Tod Olson and Leda Schubert in Conversation
Enjoy this dialogue between a picture book author (Leda Schubert, ledaschubert.com) and a narrative nonfiction author (Tod Olson, todolson.com).
Tod: Hey Leda, why do you love picture book biographies?
Leda: I didn’t start out to write nonfiction, but my curiosity led me there. Most writers I know are incredibly curious. A good bit—too much—of my day now involves looking up things that have caught my attention: there is no shortage of ideas. Catalysts can be scientific realities (most recently: how a sunset changes as it moves from coast to coast) or obscure facts (the significance of carrots during WWII), but many are about people. What part did being Jewish play in Marcel Marceau’s amazing life? What motivated Fanny Lou Hamer, whose childhood sure didn’t predict the hero she’d become? Why did Balanchine choreograph a ballet for elephants? It’s that intense spark of curiosity, particularly when it becomes obsession, that might lead to a picture book biography.
What about you, Tod? What’s your obsession?
Tod: Getting nonfiction out of the health food aisle, as Steve Sheinkin likes to say. I think a lot of people have touchstone books in their lives. One of mine is the classic survival story Alive, which I discovered on a vacation in Maine. Hidden in its pages was the revelation that people from time to time have feasted on the dead bodies of their friends. I was 11 then, and I wondered what other spectacular secrets the adult world was keeping from me. But it wasn’t just curiosity that made the book stand out for me. It was the reading experience itself. I barely left my chair until the survivors from the rugby team staggered out of the Andes into the arms of their families. That edge-of-the-seat experience is something we normally associate with fiction. But the best narrative nonfiction can be every bit as immersive. It renders the world for kids with its complexity and drama intact—if we can figure out how to do it well.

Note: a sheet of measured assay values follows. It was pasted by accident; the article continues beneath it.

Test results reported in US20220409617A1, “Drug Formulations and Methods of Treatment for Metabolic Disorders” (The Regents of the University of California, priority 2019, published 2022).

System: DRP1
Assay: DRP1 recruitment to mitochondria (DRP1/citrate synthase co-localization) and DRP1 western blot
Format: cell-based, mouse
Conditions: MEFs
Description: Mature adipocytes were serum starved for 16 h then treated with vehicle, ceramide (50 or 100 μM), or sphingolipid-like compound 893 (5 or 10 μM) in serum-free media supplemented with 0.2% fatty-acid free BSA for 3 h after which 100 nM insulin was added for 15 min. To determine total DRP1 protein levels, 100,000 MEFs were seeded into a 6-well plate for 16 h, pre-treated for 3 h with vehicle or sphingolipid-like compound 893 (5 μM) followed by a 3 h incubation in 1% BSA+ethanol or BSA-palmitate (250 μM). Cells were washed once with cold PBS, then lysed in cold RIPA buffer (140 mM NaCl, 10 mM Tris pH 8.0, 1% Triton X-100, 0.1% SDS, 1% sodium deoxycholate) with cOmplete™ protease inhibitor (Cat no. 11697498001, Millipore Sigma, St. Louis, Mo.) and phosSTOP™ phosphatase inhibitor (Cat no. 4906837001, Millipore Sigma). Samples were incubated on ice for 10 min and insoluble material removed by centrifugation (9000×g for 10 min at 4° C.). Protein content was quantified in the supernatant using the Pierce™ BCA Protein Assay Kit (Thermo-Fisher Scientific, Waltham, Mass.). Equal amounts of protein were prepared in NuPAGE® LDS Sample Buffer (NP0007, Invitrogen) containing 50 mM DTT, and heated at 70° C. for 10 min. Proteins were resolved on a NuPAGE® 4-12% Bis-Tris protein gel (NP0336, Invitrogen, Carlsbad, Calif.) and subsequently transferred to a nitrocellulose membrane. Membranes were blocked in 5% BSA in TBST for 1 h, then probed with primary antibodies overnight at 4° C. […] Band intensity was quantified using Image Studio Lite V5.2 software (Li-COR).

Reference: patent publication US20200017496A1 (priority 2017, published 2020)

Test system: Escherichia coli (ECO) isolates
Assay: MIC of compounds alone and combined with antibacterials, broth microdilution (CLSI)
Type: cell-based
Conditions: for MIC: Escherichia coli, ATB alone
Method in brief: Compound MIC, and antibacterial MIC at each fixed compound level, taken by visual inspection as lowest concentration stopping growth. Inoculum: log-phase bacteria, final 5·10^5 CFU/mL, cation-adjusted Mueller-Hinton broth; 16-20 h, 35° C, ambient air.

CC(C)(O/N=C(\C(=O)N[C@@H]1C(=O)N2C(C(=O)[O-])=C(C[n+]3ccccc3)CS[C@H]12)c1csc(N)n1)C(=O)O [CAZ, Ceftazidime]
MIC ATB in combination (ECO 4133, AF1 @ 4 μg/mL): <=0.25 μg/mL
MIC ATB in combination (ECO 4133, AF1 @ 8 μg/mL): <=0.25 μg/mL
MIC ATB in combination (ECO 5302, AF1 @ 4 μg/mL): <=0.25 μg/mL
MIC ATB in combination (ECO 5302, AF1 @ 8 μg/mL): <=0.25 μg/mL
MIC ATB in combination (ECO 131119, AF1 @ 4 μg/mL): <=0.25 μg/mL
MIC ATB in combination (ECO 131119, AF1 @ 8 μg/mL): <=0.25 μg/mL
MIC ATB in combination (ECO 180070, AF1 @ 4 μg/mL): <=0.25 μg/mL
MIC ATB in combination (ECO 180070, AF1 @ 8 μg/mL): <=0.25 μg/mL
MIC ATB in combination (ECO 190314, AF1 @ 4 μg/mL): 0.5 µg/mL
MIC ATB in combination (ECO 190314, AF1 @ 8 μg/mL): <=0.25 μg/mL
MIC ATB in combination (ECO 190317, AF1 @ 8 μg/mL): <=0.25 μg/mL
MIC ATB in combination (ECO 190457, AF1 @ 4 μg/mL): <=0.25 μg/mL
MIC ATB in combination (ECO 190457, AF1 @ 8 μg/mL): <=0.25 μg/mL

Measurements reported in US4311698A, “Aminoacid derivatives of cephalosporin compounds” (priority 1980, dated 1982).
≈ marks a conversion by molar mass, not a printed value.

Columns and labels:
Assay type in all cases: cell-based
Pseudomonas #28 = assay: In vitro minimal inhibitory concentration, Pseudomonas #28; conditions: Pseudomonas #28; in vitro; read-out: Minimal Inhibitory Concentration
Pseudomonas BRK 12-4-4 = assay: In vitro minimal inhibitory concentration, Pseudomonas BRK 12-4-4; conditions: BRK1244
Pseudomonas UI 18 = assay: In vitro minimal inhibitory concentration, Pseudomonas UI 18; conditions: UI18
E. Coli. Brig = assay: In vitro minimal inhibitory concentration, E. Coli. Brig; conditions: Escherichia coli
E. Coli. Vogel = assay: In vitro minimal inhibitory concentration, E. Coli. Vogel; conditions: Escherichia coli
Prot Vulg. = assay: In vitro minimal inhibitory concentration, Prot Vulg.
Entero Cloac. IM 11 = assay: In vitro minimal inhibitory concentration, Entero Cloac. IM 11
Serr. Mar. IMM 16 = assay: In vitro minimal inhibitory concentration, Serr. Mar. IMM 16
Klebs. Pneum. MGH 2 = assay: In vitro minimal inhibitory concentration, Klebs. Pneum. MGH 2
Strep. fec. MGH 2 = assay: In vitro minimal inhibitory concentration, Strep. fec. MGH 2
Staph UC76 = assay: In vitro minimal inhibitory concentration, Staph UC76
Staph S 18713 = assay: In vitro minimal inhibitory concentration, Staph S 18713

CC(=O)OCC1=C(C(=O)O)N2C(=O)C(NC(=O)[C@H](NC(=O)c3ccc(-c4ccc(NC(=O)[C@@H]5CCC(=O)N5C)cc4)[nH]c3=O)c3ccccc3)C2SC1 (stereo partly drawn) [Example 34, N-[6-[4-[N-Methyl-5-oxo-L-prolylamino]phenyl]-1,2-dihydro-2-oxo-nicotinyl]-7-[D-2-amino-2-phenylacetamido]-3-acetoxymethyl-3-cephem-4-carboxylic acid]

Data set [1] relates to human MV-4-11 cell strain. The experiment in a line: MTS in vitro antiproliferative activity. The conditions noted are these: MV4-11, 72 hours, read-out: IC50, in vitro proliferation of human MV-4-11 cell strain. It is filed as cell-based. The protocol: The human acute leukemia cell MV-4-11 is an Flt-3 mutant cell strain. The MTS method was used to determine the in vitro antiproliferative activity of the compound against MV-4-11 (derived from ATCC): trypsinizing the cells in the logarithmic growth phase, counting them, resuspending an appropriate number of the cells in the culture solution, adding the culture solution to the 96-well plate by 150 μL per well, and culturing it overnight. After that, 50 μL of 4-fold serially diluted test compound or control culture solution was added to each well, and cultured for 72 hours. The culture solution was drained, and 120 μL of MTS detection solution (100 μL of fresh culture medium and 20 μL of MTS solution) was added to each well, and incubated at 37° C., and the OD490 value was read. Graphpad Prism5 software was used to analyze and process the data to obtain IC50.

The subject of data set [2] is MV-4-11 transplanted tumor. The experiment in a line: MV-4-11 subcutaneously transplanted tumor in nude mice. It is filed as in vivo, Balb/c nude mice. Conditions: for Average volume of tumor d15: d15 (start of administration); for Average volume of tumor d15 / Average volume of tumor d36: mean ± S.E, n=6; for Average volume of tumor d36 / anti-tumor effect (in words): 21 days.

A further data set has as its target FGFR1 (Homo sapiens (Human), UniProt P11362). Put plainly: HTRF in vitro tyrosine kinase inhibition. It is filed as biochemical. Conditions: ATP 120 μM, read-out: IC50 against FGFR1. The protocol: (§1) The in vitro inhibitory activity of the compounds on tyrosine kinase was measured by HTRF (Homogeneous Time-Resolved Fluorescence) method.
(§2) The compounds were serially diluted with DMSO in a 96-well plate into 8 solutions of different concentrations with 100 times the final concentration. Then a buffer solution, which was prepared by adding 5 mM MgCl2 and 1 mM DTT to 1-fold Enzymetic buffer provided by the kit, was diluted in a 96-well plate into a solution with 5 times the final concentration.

Leda: I agree. But for me, “doing it well” often doesn’t come into play until I’m well into the research—because I love research too much. Then I force myself to stop and ask questions. What is it that’s calling to me? What makes this particular life worth writing about? Will it make a good story? What can be accomplished within 1000 words (more or less) without distortion and with the necessary honesty? What will create tension/keep the reader turning the page? What can be left out? Do I need to do more research? How can the techniques of fiction enrich a picture book biography? Above all, what will make a compelling story for child readers?
Tod: I love the idea of taking a fiction writer’s approach to writing nonfiction. And by that I don’t mean “making stuff up.” If a book is written as nonfiction, everything in it should be sourced or sourceable. But my books are sometimes mistaken for fiction, and I take that as a compliment. I think narrative nonfiction writers need to think of themselves as storytellers, not teachers. After all, there are a thousand ways to tell every story, and even nonfiction writers make conscious choices every step of the way. Here’s how a fiction writer’s tools can help. Pacing: What do you leave out? Where do you end chapters? How do you work in secondary storylines? Setting: How do you dig sensory details out of your sources to immerse readers in place and time? Character: Do the main actors in your story develop over time? What scenes best reveal who they are? Voice: Do you want the narrative voice to stand out or vanish into the narrative? How deeply inside your characters’ POV do you feel comfortable going, given your source material?